Like most hilariously entertaining and creative people, I get sad like nobody’s business. This has been going on since I don’t know when. I have no problem stating that I’ll probably be on anti-depressants for the rest of my life, though lots of people have no problem telling me that they have issues with the meds I take (“It’s just so creepy!” or “Taking meds is just lazy” or “Why make yourself into a vegetable?”). I get debilitating anxiety attacks that make the simplest tasks (going to the bank, answering the phone, etc.) seem freaking impossible. I’m in a place in my life where I can manage my sads and my freakouts much of the time, but other times I’m totally helpless in the face of anxiety and depression.
I feel the need for literary comfort quite a bit, sometimes even dipping my reluctant toes into the cheezy, preposterous sea of Self Help literature. No offense (really) intended for people who have found solace in so-called hip self-help people like Gabrielle Bernstein or Gala Darling and her Radical Self-Love Revolution, but for me it’s all based in shopping and every day miracles (your green tea latte is NOT a miracle) and absolute shallow and insipid saccharine nonsense. I want to believe in a formula for happiness based on pink glitter empires and yoga classes and the perfect coral colored lipgloss, but I can’t. I’m not a skinny blonde rich girl. And I doubt it would make me happier to be one, anyway.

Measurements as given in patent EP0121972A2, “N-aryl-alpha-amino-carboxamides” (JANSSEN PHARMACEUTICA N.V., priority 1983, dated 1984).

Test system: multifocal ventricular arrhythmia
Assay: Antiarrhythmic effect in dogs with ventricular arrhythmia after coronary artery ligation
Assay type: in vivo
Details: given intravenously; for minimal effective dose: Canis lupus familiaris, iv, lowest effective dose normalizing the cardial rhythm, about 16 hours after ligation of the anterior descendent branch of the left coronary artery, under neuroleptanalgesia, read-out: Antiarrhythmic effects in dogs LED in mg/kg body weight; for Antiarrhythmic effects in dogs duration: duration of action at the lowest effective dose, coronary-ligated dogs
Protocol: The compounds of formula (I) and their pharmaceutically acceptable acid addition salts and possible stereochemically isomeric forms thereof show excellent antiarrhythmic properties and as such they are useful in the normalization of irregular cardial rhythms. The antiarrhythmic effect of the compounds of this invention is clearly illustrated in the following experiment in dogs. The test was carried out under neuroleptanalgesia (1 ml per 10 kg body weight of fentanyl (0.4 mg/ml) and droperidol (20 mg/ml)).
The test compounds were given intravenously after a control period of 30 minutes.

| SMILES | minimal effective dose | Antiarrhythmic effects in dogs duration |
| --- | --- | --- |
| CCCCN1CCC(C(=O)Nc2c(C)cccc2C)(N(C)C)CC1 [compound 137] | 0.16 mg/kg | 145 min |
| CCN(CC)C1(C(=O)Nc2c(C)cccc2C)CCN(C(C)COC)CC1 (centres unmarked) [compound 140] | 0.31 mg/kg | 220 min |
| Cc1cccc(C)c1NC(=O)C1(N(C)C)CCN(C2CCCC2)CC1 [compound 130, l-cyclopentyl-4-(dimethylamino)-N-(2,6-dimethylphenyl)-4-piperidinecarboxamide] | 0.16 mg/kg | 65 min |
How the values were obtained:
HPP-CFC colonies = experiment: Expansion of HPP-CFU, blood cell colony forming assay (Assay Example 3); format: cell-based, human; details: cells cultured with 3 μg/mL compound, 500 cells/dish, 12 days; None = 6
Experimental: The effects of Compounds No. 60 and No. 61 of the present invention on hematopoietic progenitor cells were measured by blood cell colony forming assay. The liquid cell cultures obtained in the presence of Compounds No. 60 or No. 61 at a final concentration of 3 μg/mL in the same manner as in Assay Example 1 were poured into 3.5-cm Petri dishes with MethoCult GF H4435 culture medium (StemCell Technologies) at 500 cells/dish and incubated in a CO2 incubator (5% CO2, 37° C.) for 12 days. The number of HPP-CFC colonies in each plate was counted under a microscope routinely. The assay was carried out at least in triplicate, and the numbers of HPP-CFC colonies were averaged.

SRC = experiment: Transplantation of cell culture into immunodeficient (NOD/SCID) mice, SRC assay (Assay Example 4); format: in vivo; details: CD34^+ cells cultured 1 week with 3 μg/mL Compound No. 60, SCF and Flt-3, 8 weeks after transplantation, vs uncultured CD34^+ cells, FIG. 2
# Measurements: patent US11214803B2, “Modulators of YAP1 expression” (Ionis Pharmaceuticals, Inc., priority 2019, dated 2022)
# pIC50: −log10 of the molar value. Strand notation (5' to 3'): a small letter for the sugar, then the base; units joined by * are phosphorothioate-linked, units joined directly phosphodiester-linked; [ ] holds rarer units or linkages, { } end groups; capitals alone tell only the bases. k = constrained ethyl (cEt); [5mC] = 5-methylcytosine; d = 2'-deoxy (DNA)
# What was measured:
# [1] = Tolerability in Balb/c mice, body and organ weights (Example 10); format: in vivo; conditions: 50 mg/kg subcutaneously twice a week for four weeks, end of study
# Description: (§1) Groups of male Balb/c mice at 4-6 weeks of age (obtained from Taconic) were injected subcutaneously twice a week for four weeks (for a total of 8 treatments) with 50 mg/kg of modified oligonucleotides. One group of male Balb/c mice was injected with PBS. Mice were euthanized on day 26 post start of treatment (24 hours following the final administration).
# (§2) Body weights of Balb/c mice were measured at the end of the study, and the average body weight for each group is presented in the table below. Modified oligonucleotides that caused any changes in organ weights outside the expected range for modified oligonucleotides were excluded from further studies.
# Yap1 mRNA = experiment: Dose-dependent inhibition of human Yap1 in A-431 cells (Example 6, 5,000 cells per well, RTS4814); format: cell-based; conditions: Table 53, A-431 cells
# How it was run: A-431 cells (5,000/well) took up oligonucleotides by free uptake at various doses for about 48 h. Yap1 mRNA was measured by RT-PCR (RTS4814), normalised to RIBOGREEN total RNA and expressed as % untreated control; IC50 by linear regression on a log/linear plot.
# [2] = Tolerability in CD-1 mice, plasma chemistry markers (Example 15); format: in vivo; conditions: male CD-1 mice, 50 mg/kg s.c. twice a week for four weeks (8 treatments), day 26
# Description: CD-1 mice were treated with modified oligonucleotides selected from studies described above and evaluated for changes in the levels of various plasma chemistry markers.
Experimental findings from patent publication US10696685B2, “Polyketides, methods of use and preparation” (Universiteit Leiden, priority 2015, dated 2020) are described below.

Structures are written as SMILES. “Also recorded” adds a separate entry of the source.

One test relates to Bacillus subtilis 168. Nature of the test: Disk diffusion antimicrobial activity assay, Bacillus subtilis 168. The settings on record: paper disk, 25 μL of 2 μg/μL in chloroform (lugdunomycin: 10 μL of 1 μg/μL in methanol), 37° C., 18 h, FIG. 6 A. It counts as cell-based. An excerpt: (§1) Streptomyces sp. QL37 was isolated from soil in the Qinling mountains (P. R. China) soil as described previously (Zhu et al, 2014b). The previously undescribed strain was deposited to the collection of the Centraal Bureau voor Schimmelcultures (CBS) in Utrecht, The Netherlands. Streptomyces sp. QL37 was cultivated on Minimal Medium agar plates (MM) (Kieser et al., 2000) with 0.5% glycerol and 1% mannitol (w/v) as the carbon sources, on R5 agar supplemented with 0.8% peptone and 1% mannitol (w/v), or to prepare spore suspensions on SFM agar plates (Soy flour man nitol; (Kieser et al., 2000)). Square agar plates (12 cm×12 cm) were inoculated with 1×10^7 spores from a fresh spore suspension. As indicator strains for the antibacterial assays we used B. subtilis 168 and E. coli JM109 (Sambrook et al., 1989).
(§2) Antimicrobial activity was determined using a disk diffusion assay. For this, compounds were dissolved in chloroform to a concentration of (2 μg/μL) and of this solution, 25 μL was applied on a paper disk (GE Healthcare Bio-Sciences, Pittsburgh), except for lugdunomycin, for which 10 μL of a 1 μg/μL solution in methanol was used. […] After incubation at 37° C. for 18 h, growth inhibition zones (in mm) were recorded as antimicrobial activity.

That’s why I’m so happy I found Adam Gnade’s Do-It-Yourself Guide to Fighting the Big Motherfuckin’ Sad. It made me cry on the Q train, but in a “Holy crap, somebody gets me and my specific brand of sad” kind of way. I don’t want to call it depression anymore. It’s a big motherfuckin’ sad and I’m going to kick its ass.
There’s amazing advice for bloggers on here: “Do not, under any circumstances, read the comments. “Anonymous” is not a real person. “Anonymous” is disappointment, weakness fighting back, and envy at its worst. The people who talk shit and complain and stick their nose in your business on the internet don’t hate you, they hate themselves” (p. 5). One of my favorite snippets reminded me of battling the library budget: “No matter how beat-up you feel, you are at your best when you’re fighting” (p. 4).
Buy a copy for yourself. Keep it in your bag or in your desk at work. Buy a mess of copies and gift it to friends who are having a hard time. It’s four bucks you won’t be sorry you’ve spent. Adam doesn’t say that everything’s going to be OK always. He tells you what you already know: life is painful and life is hard, but life is also “good and right and sweet.” I am so happy I have a copy of this. It’s my new security blanket.
~Love and Libraries, Ingrid